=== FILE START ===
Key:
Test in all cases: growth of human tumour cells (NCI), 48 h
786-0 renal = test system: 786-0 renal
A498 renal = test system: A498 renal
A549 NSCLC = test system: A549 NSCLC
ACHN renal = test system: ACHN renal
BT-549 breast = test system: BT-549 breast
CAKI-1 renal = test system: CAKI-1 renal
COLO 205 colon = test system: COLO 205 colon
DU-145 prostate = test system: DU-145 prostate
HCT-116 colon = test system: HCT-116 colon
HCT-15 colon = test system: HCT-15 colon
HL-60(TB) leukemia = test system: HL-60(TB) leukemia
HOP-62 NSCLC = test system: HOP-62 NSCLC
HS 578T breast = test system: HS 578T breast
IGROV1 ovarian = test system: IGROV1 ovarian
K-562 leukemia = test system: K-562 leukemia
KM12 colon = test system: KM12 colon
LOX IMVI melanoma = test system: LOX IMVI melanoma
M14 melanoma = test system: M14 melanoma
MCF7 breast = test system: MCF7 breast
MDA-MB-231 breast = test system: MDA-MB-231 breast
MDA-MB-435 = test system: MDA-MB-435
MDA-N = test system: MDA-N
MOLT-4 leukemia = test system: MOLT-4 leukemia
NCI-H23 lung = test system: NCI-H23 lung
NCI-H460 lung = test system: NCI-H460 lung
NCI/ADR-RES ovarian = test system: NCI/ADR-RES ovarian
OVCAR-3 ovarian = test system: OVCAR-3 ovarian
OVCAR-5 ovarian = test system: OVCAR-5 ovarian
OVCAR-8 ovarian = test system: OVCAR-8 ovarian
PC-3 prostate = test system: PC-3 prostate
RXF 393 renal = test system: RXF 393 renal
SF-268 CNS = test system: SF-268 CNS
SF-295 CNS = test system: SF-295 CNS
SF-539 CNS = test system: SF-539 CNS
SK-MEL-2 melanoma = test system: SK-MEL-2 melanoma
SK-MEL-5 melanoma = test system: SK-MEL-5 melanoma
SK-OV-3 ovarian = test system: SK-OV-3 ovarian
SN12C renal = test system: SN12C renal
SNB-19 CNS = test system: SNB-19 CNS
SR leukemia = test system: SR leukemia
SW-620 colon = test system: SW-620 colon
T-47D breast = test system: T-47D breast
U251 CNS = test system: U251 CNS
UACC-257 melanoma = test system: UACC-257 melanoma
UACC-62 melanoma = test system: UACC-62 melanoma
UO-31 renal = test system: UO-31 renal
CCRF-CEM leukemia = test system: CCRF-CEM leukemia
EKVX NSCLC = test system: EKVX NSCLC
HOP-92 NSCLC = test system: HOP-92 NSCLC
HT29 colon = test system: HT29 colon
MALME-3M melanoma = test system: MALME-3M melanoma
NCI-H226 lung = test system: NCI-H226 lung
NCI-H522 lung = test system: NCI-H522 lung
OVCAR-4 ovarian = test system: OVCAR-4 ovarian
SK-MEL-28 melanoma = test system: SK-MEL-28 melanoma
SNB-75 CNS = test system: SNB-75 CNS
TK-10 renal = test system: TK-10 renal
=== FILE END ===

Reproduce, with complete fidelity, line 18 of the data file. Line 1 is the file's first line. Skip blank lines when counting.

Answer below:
KM12 colon = test system: KM12 colon